Opportunity Bucks’ – ‘Levelling Up’ in Buckinghamshire
Buckinghamshire Council’s Cabinet has this week approved a new programme aimed at promoting opportunity for all in the county. ‘Opportunity Bucks’ aims to help all residents access the fantastic opportunities on offer in Buckinghamshire where education, skills, work, living standards and health are concerned.
Following the government’s ‘Levelling Up’ White Paper earlier this year, Buckinghamshire Council has carried out extensive work to draw up a local approach to promote better opportunity for everyone. The result is our new programme “Opportunity Bucks – Succeeding for All.”
The approach will vary by area depending on what is most important locally and will initially focus on creating action plans for ten wards where outcomes for residents are poorer than in other parts of the county. The ten wards are in parts of Aylesbury, High Wycombe and Chesham.
This is a long-term piece of work and importantly is a partnership approach with other key stakeholders in the local areas such as housing associations, local businesses, voluntary and community groups, schools, and charitable organisations. Activities will be locally led by neighbourhood Community Boards along with local councillors
Planning enforcement success for Buckinghamshire Council
Buckinghamshire Council has issued the highest number of planning enforcement notices outside of London according to the latest national data. A planning enforcement notice is issued when an individual or developer is found to be in breach of planning control – it might be that someone has carried out works without planning permission when it was needed, or that they’ve done something that wasn’t within the granted permissions.
It’s a key priority for Buckinghamshire Council to clamp down on breaches of planning control – the process exists to make sure any work or development is appropriate and legal within nationally set planning laws. In Buckinghamshire we’re serving notices and taking early action against any breaches of planning control which is part of the reason we’re standing out for taking action. The aim is to intervene at the earliest opportunity to seek a remedy for the planning breach as quickly as we can.
Buckinghamshire Council has also served the highest number of ‘breaches of condition’ notices in the whole country – this is where individuals or developers have failed to adhere to conditions set out when planning permission for their project was granted.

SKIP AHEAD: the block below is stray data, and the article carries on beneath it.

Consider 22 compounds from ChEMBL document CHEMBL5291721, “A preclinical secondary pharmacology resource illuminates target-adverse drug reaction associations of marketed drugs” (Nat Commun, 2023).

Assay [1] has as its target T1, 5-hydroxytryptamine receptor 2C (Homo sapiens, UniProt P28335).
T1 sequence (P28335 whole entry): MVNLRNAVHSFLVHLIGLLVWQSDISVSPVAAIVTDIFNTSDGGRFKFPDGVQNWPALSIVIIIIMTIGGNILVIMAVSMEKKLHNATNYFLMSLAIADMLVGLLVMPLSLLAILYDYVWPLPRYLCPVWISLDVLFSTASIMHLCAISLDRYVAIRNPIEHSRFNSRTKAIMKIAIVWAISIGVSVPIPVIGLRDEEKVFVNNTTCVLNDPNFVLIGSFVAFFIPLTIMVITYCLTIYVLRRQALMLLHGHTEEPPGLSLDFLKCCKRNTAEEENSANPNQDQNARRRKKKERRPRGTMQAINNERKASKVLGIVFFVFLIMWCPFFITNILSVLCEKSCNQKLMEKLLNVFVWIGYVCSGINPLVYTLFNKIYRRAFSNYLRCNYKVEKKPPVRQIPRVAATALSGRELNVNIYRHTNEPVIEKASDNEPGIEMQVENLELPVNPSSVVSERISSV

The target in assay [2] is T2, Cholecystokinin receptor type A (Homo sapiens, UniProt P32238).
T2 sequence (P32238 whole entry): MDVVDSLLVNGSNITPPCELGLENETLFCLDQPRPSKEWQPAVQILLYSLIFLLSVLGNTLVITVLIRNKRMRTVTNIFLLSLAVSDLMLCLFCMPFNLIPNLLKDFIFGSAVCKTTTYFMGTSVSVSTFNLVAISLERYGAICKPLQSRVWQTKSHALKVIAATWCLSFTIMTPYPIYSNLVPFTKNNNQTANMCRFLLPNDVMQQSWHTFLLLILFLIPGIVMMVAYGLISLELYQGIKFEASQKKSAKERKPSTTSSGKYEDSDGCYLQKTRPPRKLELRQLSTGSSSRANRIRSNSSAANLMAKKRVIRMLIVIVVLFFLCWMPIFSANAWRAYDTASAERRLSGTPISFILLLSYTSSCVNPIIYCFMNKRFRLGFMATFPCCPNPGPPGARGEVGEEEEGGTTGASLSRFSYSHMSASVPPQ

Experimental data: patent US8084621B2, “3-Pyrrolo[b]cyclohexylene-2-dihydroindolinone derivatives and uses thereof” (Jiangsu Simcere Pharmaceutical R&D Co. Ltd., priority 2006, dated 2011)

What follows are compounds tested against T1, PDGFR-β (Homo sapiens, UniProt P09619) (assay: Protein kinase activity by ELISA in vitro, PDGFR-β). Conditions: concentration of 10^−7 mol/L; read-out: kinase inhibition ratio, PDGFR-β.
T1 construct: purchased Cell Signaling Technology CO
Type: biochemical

Buckinghamshire Council to hit 25% renewable electricity target
As part of its commitment to tackling the climate crisis, Buckinghamshire Council is pleased to announce that from October of this year, 25% of the electricity it uses will come from renewable sources. We have finalised the details of how we will procure the energy for council buildings and assets like streetlights.
Buying renewable energy is one of a number of ways we’re tackling climate change in Buckinghamshire and is directly related to action 33 in our Climate Change and Air Quality Action Plan. It helps support the renewable generation sector, reduces emissions of greenhouse gases and other air pollutants, and our dependence on fossil fuels. The extraction, processing, and transportation of fossil fuels has various negative environmental impacts so this purchasing decision helps improve the Council’s environmental performance overall.
We will also be increasing the number of places where we will generate our own energy- we have twenty solar photovoltaic system installations so far and more are planned for the future.
Charity offers free tennis sessions for Bucks residents
Inspired by the recent Centre Court action at Wimbledon? Fancy yourself as the next Cameron Norrie or Emma Raducanu? Now could be the perfect time to find out what tennis is all about, as national sports charity, Tennis for Free, with the support of the Lawn Tennis Association (LTA), is serving up an ace for local communities in Buckinghamshire, with the launch of a new venue, in High Wycombe, offering free coach-led tennis sessions for adults and children aged 12+.
In an exciting partnership with the council, the LTA and Tennis for Free will now provide free tennis sessions for individuals, families and carers at three locations in Bucks:
- Desborough Recreation Ground, High Wycombe – Saturday 1.30-2.30pm
- Bedgrove Park, Aylesbury – Saturday 4-5pm
- Vale Park, Aylesbury – check website for details
The aims of the scheme are to get more people playing tennis and improving the physical and mental wellbeing of members of the local community. Schemes have been running in Aylesbury since 2019 but the venue in High Wycombe has just started.
Tennis For Free Co-founder Patrick Hollwey explained more, he said: “Together with the LTA, we are helping to make tennis more accessible to more people by removing the cost barrier that some sections of the community face, so that the entire community can play and benefit physically, mentally and socially.”